LinkedIn: One website used in many professions

LinkedIn is the online professional networking site constantly recommended by professors, peer coaches and advisors, but is it possible that one site could benefit students in any major?

Earlier this year we published another how-to on all things LinkedIn, but here I’m following up with how the platform is used in different fields.

In an attempt find out the unique ways each discipline uses LinkedIn, I’ve conducted Q&As with professors from three vastly different fields: computer science, VAPA and business.

Q&A with Dana Wortman – assistant professor in the Department of Computer Science:

How should computer science students use LinkedIn to find a job?

Start by creating a few saved job searches that will give you a list of relevant jobs every day/week. Search for a broad range of jobs and don’t limit yourself to only jobs that you are “perfectly” qualified for. 

If you meet 60% or more of the required qualifications, go ahead and apply. If there is a company that you really want to work for, but they aren’t advertising for a position you satisfy, apply for their “best fit” position — one that is closest to the one you want.

How important is it for computer science students to include a headshot in their LinkedIn profile?

Very important — companies want to know that applicants are real people, so you need to have an active account, be posting things, be commenting on other people’s posts, etc.

Note: find a guide on professional headshots here

What sort of past projects would be relevant for computer science students to add to their profile?

[Employers] want to see how you’ve solved unique and challenging problems. They want to see how you’ve effectively worked in a team to develop a large-scale project. They want to see how you’ve used tools like GitHub to collaborate with others and solve a real-world problem. Having a small collection of these projects showcased on your LinkedIn profile or described on a Portfolio website that you link to your LinkedIn profile is a great start.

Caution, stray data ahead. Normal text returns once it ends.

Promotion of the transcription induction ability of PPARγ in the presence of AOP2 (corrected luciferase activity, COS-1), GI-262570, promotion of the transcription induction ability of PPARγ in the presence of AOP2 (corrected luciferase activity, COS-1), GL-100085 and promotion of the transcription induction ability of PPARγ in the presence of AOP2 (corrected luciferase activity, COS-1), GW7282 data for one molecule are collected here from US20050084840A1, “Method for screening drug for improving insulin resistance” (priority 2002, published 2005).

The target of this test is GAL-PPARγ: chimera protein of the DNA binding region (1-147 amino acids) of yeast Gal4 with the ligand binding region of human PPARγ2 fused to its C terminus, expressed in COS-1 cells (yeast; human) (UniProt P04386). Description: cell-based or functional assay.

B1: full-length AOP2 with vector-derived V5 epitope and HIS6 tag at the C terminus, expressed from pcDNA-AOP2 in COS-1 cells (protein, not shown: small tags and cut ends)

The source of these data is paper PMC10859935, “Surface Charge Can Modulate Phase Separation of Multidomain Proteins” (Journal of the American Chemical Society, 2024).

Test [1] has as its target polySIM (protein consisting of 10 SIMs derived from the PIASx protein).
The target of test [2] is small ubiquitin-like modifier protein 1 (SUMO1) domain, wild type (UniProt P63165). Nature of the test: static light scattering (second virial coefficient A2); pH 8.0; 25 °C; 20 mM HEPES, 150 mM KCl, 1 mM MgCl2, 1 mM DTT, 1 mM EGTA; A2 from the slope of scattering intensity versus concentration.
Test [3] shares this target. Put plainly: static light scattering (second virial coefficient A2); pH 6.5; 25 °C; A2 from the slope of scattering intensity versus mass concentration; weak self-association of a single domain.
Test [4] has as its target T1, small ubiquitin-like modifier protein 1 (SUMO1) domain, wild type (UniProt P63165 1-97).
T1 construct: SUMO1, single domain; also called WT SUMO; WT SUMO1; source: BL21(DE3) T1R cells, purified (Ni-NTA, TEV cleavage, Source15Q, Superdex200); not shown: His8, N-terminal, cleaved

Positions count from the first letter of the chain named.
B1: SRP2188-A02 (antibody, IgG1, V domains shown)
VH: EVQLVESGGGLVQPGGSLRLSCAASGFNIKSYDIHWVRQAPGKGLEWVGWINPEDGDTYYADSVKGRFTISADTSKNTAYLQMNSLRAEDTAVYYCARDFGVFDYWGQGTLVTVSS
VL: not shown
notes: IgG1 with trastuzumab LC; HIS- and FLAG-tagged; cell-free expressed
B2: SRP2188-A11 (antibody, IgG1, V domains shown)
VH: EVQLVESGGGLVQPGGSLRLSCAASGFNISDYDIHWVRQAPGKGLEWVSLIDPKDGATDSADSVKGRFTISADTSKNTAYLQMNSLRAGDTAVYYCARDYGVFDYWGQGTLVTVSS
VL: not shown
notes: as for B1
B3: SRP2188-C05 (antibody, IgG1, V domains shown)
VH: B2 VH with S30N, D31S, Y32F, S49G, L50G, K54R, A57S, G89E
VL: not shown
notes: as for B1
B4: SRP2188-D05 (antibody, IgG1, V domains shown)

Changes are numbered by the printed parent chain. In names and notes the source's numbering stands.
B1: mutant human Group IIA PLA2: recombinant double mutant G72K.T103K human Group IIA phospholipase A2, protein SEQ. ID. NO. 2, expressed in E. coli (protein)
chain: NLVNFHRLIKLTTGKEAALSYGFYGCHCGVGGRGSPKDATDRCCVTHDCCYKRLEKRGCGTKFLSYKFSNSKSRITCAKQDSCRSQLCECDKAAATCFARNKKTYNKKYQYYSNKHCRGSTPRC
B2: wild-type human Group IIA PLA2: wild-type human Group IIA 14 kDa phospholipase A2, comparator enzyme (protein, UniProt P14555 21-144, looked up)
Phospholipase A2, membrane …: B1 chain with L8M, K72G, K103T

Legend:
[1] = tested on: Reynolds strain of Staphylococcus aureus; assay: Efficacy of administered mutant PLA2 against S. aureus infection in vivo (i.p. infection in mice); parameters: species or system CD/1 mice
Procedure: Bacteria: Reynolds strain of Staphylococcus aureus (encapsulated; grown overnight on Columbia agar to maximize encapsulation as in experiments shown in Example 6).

What advice do you have for computer science students using LinkedIn?

[Connect] with all of your classmates, professors, parents, relatives and former employers — you never know what one or more of these will be an intermediary for you getting a job. Once you’ve connected with these people, ask them to endorse your skills (endorse theirs back!). Ask for written recommendations from these people as well [using] the Recommendations portion of the profile.

Q&A with Yvonne Wu – professor in the Department of Visual and Performing Arts:

How important is it for VAPA students to include a headshot in their LinkedIn profile?

As with any public internet account, each individual should stay within the boundaries they set for themselves, but it does seem like profiles with photos get more attention. Readers are more likely to feel connected to you and not to consider you an anonymous internet entity.